AGALAWATTE – On both sides of a road to a green-covered building, are a pond, a garden being prepared to help a few employees maintain cows saved from slaughter, plants of different varieties and forest cover at the back. As the car stops nears the factory cum office entrance, passion fruits at pickable length hang [...]

The Sunday Times Sri Lanka

Fewer people, more machines – what’s the “Factory of the Future” going to be?


AGALAWATTE – On both sides of a road to a green-covered building, are a pond, a garden being prepared to help a few employees maintain cows saved from slaughter, plants of different varieties and forest cover at the back.

As the car stops nears the factory cum office entrance, passion fruits at pickable length hang from a steel frame. For, a generation like mine growing up in the 1960s and the 1970s, it was like picking fruits from home gardens or reminiscent of an era climbing the, then abundance of trees in a different time space. Yes, it’s a nice feeling as Anil Hirdaramani, Director at the Hirdaramani Group, and I sit down to discuss the ‘factory of the future’.

There is a quirk of fate here. Is this the factory of the future with a hark back to the old days of green, less concrete jungle, healthy living, spacious gardens with medicinal herbs growing so wild that its unnoticeable, workers relaxed and using their spare time to take a quick call (however on a modern contraption – mobile phones) rather than spending a 30-minute break eating or drinking, using available light for manufacture during the day in a system that automatically switches off generated power and comes on (in an effective power saving mechanism) when the light fades outside or a thick cloud covers the sun?

It was about 2-3 months ago during a conversation with Anil at a Colombo social gathering to welcome a top Asian hotelier that both of us discussed the future of Sri Lanka, the work space, labour and whether large industries will survive with large workforces against rapid technology, mechanization, robots and the kind.

Then we got talking about the factory of the future (and how an environment of more machines and less human involvement would evolve).
That’s how we ended up driving to the Hirdaramani Group’s landmark green garments’ facility ‘Mihila’ (means earth) at Agalawatte, 70 km south of Colombo with easy access on the Southern Highway.

“Let’s have a discussion at our green factory,” Anil had suggested during that earlier conversation.

If the overhanging fruits were indeed a pleasant welcome, the wide open spaces on the factory floor with high roofs and glass panels to allow enough natural light into the production facility plus melodious Sinhala songs and music wafting through speakers, gave a lot of food for thought on one of the ways of merging machines and humans with the environment with the least amount of destruction to the latter.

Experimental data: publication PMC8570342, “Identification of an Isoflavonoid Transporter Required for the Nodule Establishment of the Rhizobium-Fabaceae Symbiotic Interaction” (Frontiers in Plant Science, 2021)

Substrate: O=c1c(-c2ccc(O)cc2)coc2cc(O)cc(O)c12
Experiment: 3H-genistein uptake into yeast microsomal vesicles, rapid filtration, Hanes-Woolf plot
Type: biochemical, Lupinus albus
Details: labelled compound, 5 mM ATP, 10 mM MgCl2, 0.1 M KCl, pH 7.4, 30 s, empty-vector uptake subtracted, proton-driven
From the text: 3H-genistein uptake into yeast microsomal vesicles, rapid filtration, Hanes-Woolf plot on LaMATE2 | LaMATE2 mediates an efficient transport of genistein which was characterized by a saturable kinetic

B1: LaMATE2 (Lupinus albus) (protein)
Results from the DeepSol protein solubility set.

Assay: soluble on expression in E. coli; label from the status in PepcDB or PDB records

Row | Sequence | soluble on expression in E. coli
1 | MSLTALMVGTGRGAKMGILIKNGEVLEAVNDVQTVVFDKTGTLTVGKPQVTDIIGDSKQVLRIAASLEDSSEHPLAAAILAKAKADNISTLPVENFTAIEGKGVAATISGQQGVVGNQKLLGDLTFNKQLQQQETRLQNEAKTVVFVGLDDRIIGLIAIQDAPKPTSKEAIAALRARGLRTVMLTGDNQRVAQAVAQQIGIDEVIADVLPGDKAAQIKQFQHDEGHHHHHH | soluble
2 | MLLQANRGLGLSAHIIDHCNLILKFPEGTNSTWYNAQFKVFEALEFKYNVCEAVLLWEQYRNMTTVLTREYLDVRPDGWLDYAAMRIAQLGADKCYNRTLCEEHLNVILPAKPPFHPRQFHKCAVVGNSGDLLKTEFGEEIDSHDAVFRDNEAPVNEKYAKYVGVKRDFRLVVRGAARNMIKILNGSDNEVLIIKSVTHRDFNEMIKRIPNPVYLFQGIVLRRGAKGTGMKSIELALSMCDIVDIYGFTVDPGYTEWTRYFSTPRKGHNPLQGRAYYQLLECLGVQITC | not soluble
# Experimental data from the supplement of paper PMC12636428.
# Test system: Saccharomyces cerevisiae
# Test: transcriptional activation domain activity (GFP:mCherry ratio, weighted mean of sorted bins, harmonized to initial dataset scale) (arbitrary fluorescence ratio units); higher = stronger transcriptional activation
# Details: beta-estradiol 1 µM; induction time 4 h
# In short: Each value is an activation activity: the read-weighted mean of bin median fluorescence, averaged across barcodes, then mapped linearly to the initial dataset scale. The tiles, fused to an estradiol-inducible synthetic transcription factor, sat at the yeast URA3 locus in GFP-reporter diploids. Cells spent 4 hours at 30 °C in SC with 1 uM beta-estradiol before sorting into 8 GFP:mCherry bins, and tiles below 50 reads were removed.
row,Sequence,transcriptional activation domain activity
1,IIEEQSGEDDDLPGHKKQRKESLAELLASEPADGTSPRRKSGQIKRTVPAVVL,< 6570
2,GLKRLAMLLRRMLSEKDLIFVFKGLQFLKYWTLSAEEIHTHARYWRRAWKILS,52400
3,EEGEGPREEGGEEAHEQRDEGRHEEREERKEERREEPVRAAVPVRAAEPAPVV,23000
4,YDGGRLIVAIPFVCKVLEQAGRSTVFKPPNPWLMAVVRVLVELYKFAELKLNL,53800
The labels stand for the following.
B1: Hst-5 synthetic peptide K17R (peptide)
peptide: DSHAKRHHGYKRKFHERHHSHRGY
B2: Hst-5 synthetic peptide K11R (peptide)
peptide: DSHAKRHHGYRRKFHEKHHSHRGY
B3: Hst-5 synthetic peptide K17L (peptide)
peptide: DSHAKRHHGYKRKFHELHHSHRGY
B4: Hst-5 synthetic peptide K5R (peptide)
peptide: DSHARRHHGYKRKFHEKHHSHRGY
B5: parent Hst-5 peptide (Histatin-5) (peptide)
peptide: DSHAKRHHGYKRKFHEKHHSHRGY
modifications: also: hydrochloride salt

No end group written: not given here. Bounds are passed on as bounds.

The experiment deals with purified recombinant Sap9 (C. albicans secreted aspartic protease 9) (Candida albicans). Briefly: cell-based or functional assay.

At the factory auditorium, Mihila General Manager, Chamara De Silva, switches on the air conditioning, saying “its kept off at all times to conserve energy”, and then proceeds to explain the factory concept through a comprehensive video presentation. Outside leaves and branches rustle as the wind blows while on the mountainside in the distance, a patch of brown earth amidst trees is very noticeable. “There was a forest fire and we called for support from the fire brigade but it was too late. How it started no one knows,” he said adding that they were visibly upset over the loss of a valuable green patch.

The Mihila factory, launched in 2008, has won many green and sustainable awards and widely written about in local and international media. However once in a while it’s important to revisit such innovative and sustainable ventures that, though a drop in the ocean, help to keep Earth away from a path of destruction.

Chamara takes us through the entire production facility and its add-ons – the process of energy conservation, renewable energy, water conservation and waste management.

The factory consumes 48 per cent less energy than a conventional facility, has sky lights that help brighten up the factory floor eliminating the need to switch on power-generated lights, white roofing sheets provide a cooling effect, solar street lights and solar power generation.

It has an Arboretum (collection of trees) forest, and vegetable and herbal gardens. As we walk through the factory space, workers are busy on the nicely, spaced-out main floor preparing garments of all kinds including some woolen stuff. Lines on the floor demarcate teams that are involved in different aspects of work with motivation provided through an awards scheme. A health clinic has a trained, permanent nurse while a doctor visits regularly. An in-house shop sells all the food stuff required by a household at cheaper wholesale prices with payment deducted from a worker’s monthly wage. In the gardens, some workers are seen using talking on mobile phones.

“This is their break and they limit the ‘food’ time to take calls,” says Chamara.